It will provide, Baucus claims, "incentives to landowners to protect habitat, and more opportunity for state involvement in developing plans."

Burns, reflecting his longtime pro-industry stance, expresses guarded support for Baucus' proposal. Alluding to a controversy earlier this summer between some of the parties negotiating the ESA reauthorization, he points out that it's a time-intensive process.

The likelihood of anything passing, he says, is dependent upon the as-yet unreleased details. "We've got to change the law. We have to do something to make it more user friendly so we're gonna have to make some incentives for property owners.

"But it's awfully hard to deal with some of these wacko groups. They never seem to know when to push and when to pull. It's very easy to lose your patience."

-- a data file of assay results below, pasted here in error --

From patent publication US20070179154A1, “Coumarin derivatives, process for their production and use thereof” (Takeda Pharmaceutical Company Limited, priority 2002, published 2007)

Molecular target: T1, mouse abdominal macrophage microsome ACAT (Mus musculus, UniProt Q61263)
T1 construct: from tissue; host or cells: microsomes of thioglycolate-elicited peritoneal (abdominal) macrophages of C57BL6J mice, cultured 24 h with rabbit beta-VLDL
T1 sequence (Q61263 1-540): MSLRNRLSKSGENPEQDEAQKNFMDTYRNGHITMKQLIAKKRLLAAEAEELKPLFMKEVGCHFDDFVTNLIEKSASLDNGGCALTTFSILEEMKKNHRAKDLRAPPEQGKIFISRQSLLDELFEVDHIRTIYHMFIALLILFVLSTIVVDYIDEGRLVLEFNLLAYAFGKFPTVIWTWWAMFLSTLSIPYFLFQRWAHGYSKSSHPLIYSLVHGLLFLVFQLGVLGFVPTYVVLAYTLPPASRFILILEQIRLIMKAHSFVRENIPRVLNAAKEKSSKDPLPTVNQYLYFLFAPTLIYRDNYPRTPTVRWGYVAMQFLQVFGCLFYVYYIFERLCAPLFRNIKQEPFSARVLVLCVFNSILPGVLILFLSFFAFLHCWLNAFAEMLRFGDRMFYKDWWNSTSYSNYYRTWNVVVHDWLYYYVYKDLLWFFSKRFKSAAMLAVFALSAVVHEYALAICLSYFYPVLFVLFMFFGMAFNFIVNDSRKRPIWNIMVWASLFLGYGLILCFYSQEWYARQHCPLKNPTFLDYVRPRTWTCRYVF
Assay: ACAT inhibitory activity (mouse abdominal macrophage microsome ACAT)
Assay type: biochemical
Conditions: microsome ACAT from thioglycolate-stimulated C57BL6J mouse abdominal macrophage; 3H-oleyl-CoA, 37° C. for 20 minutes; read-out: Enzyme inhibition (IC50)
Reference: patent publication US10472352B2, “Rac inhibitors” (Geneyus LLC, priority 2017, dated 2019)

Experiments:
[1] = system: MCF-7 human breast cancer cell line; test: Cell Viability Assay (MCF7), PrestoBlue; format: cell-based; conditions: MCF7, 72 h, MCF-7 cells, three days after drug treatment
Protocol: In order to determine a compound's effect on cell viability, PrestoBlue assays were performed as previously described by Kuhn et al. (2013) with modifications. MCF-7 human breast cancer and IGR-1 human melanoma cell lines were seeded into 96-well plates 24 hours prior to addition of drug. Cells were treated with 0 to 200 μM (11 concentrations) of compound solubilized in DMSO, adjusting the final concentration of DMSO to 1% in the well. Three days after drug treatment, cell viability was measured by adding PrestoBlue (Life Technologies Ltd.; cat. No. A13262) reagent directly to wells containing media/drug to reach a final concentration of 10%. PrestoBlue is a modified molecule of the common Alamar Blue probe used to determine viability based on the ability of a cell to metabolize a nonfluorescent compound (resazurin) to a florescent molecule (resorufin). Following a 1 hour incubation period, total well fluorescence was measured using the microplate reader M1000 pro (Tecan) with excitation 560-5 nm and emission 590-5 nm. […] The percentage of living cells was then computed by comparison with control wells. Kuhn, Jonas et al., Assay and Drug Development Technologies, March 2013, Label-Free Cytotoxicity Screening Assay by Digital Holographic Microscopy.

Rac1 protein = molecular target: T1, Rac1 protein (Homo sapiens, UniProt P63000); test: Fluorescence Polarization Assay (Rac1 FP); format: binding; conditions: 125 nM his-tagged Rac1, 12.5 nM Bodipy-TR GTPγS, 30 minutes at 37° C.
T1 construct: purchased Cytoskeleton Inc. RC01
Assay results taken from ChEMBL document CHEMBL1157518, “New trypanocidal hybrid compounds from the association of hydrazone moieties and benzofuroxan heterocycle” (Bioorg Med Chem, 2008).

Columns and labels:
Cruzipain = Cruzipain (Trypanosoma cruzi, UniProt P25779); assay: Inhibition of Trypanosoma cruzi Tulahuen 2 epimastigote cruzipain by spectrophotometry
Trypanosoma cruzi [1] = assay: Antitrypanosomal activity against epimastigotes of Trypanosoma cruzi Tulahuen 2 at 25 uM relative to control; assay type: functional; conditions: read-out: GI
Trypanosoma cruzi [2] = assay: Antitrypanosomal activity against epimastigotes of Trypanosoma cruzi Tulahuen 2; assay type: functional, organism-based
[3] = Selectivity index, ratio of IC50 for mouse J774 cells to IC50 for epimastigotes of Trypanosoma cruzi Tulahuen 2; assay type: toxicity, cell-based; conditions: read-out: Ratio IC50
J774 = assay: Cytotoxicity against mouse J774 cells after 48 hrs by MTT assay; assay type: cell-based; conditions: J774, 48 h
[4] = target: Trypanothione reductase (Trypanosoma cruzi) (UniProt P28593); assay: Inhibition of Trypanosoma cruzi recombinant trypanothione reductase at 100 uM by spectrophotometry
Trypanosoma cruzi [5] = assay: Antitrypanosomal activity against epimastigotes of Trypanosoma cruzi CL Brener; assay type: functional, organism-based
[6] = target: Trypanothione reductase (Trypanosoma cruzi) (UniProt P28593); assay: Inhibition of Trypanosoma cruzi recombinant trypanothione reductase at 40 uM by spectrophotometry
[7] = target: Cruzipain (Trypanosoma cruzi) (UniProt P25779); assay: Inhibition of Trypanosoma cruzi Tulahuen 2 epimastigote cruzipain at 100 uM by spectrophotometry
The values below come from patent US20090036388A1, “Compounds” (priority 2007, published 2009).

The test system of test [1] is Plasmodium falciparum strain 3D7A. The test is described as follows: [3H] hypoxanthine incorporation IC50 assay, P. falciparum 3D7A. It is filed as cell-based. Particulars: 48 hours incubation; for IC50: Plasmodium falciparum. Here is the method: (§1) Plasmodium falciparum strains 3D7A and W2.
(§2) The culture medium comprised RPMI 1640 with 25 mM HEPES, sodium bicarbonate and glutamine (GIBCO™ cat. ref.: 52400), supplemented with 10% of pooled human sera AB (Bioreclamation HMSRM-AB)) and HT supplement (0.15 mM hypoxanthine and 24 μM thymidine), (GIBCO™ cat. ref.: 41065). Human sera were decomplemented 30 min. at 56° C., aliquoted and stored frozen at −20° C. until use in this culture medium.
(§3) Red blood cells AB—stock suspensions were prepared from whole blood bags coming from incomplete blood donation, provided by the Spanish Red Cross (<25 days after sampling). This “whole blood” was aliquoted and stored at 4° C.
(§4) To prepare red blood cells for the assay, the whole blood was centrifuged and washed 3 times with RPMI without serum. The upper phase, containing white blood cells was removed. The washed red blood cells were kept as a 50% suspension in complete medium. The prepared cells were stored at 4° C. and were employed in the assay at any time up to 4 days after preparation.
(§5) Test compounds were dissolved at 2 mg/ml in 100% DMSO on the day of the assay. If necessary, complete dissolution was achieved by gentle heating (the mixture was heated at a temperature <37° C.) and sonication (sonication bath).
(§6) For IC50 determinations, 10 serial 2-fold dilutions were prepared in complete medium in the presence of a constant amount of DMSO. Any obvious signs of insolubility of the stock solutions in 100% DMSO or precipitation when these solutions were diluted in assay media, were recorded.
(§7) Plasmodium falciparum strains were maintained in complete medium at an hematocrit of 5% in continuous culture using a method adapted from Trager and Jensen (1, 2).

One problem the bill will have to take into account, Burns says, is jurisdictional conflicts of the sort that led to the bison slaughter this past winter.

"Here in Montana, the state has jurisdiction over management of wildlife. On the other hand, the federal government owns the land where most of the summer habitat is, and therein lies the rub" he says. "Babbitt jumped down my throat over this bison issue, but he sets policy in the park and we set policy on state lands, on livestock issues."

The Senate is likely to take the lead in promoting Endangered Species Act reform, says Hill, who sits on the House's Natural Resource committee.

"There've been a lot of difficulties in our committee in trying to craft a measure in the past in such a way so as to gain the broad support necessary to pass something," he says. "If the Senate can get a bill passed, it's reasonable to think we can do something in the House. And hopefully, I'll be able to play a significant role in trying to help Congress collaborate on the issue."